In the futuristic world of Neo-Paris things are pretty bleak. The immoral business of the Sensen Corporation control and commoditize human memories, while a large chunk of the population have been driven insane by their tampering and turned into monstrous ‘Leapers’.
Taking the center piece of Remember Me is pro memory hunter Nilin – a slender red head with a penchant for acrobatic arse-kicking. The game begins with her imprisoned by Sensen for (at this point) unknown crimes relating to her involvement with a rebel movement known as the Errorists. They’ve wiped her memory clean and so quite meta-narratively, as we learn her character and abilities as a gamer, so does Nilin begin to understand herself. Thus begins a story of activist shenanigans, unsolved mysteries and memory manipulation.
This all unfolds through what is essentially a beat-em-up with an emphasis on inventive combat and strategy. Nilin has a range of fixed combos that are gradually unlocked as you progress, but through the combo lab the player can use ‘Pressens’ to alter Nilin’s combos and add healing, extra-damage, chain effects or focus boost properties to her attacks. Special ‘S-Pressen’ abilities that are gained through focus energy also offer super-fast rage attacks, explosive bombs and robot enemy possession. In addition, Nilin has a kind of gun arm for taking down aerial enemies and distant targets and if an enemy sustains enough damage then a special ‘memory overload’ finisher can be used to take down an opponent in fancy flamboyant style.
The result of all these different aspects is a sophisticated combat system that challenges you to consider the kind of opponent you are facing and what the best setup strategy will be for taking them down. For example, certain invisible opponents can only be attacked after using an S-Pressen move that turns them visible. Since the regeneration time on focus moves can take a while, a combo set up using Pressens that reduce the wait time ensure you keep them available to attack, and thus don’t end up being a big pile of dead. It’s very satisfying when a switch up of Pressens results in an effective way to dispatch opponents and the game forces you to regularly consider your attacks.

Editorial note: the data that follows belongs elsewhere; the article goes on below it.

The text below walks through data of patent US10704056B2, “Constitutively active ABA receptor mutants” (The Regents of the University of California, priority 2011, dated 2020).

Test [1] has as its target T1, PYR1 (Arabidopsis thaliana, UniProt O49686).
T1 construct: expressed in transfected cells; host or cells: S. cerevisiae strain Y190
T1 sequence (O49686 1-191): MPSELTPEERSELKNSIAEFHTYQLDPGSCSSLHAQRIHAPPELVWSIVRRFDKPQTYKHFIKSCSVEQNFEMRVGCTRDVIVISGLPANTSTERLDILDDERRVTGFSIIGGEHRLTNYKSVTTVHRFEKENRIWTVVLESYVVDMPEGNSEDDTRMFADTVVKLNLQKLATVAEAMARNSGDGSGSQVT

Combat is not the only aspect in which Remember Me tries to be different though. Perhaps its most unique feature is the remixing of memories. As a professional memory hunter, Nilin’s special glove allows her to alter the past memories of threatening individuals and thus change their attitude towards her. An encounter with a particularly draconian character results in Nillin remixing the memory of a car accident that took all the love out the person’s life. By rewinding and scrolling through the memory like a video, the player identifies glitches where a specific detail of a memory is not remembered clearly. These can then be changed to effect the whole situation around it. There’s only one result that can progress the game, but it is great fun (albeit perhaps a little morbid) trying out different actions and seeing the results – such as making the person think they’re dead. There’s no option for significantly different endings, but the experience is interesting and the narrative impact of showing the importance of memories on an individual’s outlook and attitude in life plays out as Remember Me’s most thought-provoking statement.